Digital

Navigating the digital health landscape

Meg Barron, director of digital health strategy for the AMA, talks about how the AMA has been working on key initiatives to ensure the effectiveness and trust of developing health technology.

From online patient portals to electronically placed prescriptions to telemedicine, technology is everywhere.

With 300,000+ digital health apps on the market and more than 200 being added every day, it’s currently very difficult for physicians and patients to navigate the growing digital health landscape. That said, patients are embracing technology and physicians are more than willing to adopt digital health solutions if they can answer these key questions: 

  • Does it work? 
  • Will I receive payment? 
  • Will I be liable? 
  • Will it work in my practice?

As a result, we are focused on ensuring these questions are addressed and that physician and patient perspectives are represented in the design, implementation and evaluation of new technologies. 

If we’ve learned one thing from the development of electronic health records, it’s that physicians need to not just be at the table, but have a center seat. Physicians understand the needs of both the patient and the organization. Quite simply without the input of the end-users—those who provide the care and who are on the front lines with immediate needs—health care is not going to be as good or effective as it can be.

So how do we navigate this rapidly changing landscape?

In recent years, the American Medical Association has been on a journey to improve the quality of digital health solutions and to accelerate the adoption of those solutions that have proven to be trusted and effective. As a result, we’ve been working on key initiatives to bring some clarity to the chaos.

First, Xcertia—a collaborative effort with numerous leading organizations to establish and promote best practices and develop guidelines to improve the safety and effectiveness of consumer mobile health applications. 

Next, the AMA Physician Innovation Network platform, which is fulfilling a key role by facilitating connections between doctors and health tech companies. The goal? Leverage physician involvement to get better solutions to market.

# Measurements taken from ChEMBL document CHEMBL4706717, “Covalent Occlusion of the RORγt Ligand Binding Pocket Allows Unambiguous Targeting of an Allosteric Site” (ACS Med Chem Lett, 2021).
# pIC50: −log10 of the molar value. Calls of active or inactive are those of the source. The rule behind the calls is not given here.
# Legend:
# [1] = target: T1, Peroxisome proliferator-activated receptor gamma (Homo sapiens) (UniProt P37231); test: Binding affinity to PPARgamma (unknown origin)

We know that innovators are good at technology, but don’t necessarily have a health care background—while physicians are living and breathing real issues every day, they don’t necessarily know how to bring solutions to fruition. 

To help connect the currently siloed health tech ecosystem, we also host virtual panel discussions on an ongoing basis with topics that help address clinicians’ key requirements for digital health. As part of these online discussions, we select panelists from a wide range of backgrounds, including entrepreneurs, health system administrators, EHR vendors, physicians and patients to identify and discuss challenges, opportunities and best practices. 

Most recently, we launched the AMA Digital Health Implementation Playbook to help tackle current barriers for adopting digital health solutions in practice. The playbook is a resource to help highlight the most efficient paths for applying digital health solutions—including key steps and best practices from more than 80 national contributors, such as entrepreneurs, patients, care team members and physicians. The initial chapter homes in on remote patient monitoring, while subsequent steps plan to focus on additional interventions, such as e-consults or AI. The playbook can help physicians and care teams, while also giving entrepreneurs who build these tools a real-world perspective to help a solution succeed. 

Overall, we are committed to collaborate with innovators to make technology an asset—not a burden—for physicians and patients nationwide.

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